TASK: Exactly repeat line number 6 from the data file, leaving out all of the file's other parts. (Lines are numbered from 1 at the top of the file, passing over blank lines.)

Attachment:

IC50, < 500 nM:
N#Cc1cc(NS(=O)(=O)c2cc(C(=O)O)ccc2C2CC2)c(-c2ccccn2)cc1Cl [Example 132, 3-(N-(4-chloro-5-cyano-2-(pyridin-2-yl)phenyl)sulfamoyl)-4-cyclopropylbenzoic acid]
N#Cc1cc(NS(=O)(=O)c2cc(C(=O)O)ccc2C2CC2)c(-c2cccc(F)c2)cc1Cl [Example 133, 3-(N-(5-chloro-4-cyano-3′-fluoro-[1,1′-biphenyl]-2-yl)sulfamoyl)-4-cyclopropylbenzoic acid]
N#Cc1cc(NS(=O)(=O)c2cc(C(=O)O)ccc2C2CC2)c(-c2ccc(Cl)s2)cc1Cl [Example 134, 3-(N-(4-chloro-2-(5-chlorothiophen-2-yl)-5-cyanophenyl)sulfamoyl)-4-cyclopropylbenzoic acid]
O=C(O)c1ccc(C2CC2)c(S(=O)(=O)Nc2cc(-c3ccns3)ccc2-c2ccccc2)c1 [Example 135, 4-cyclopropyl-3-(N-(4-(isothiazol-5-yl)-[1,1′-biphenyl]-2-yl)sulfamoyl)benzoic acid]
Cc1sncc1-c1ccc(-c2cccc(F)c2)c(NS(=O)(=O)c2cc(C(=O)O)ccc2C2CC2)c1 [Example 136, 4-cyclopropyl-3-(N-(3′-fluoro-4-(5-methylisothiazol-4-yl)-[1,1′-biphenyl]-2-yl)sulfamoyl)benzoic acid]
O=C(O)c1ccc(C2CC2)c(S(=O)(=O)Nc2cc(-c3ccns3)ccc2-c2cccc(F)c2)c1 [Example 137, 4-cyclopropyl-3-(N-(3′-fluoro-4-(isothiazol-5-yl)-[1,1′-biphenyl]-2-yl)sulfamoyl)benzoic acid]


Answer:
Cc1sncc1-c1ccc(-c2cccc(F)c2)c(NS(=O)(=O)c2cc(C(=O)O)ccc2C2CC2)c1 [Example 136, 4-cyclopropyl-3-(N-(3′-fluoro-4-(5-methylisothiazol-4-yl)-[1,1′-biphenyl]-2-yl)sulfamoyl)benzoic acid]